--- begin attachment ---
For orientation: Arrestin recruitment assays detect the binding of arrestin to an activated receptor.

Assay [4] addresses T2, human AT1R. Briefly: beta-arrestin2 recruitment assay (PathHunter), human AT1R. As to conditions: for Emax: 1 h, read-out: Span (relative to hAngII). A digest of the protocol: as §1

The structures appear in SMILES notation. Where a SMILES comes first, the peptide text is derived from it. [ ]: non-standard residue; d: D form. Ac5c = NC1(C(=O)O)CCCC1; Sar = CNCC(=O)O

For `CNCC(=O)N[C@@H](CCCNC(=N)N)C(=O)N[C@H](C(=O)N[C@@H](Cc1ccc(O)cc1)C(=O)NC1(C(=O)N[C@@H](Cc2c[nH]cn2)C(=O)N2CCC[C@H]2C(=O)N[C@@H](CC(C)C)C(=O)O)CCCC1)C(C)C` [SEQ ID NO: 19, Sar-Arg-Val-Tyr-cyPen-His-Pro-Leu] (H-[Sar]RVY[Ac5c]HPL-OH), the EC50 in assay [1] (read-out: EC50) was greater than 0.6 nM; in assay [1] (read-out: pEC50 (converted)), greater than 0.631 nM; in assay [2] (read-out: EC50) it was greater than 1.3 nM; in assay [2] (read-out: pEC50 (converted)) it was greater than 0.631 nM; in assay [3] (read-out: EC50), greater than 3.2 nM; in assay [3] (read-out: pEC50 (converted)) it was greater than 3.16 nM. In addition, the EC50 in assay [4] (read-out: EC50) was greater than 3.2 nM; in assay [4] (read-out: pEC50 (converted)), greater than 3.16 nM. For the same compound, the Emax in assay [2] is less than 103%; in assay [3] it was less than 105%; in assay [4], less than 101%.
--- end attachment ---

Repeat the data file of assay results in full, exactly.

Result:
For orientation: Arrestin recruitment assays detect the binding of arrestin to an activated receptor.

Assay [4] addresses T2, human AT1R. Briefly: beta-arrestin2 recruitment assay (PathHunter), human AT1R. As to conditions: for Emax: 1 h, read-out: Span (relative to hAngII). A digest of the protocol: as §1

The structures appear in SMILES notation. Where a SMILES comes first, the peptide text is derived from it. [ ]: non-standard residue; d: D form. Ac5c = NC1(C(=O)O)CCCC1; Sar = CNCC(=O)O

For `CNCC(=O)N[C@@H](CCCNC(=N)N)C(=O)N[C@H](C(=O)N[C@@H](Cc1ccc(O)cc1)C(=O)NC1(C(=O)N[C@@H](Cc2c[nH]cn2)C(=O)N2CCC[C@H]2C(=O)N[C@@H](CC(C)C)C(=O)O)CCCC1)C(C)C` [SEQ ID NO: 19, Sar-Arg-Val-Tyr-cyPen-His-Pro-Leu] (H-[Sar]RVY[Ac5c]HPL-OH), the EC50 in assay [1] (read-out: EC50) was greater than 0.6 nM; in assay [1] (read-out: pEC50 (converted)), greater than 0.631 nM; in assay [2] (read-out: EC50) it was greater than 1.3 nM; in assay [2] (read-out: pEC50 (converted)) it was greater than 0.631 nM; in assay [3] (read-out: EC50), greater than 3.2 nM; in assay [3] (read-out: pEC50 (converted)) it was greater than 3.16 nM. In addition, the EC50 in assay [4] (read-out: EC50) was greater than 3.2 nM; in assay [4] (read-out: pEC50 (converted)), greater than 3.16 nM. For the same compound, the Emax in assay [2] is less than 103%; in assay [3] it was less than 105%; in assay [4], less than 101%.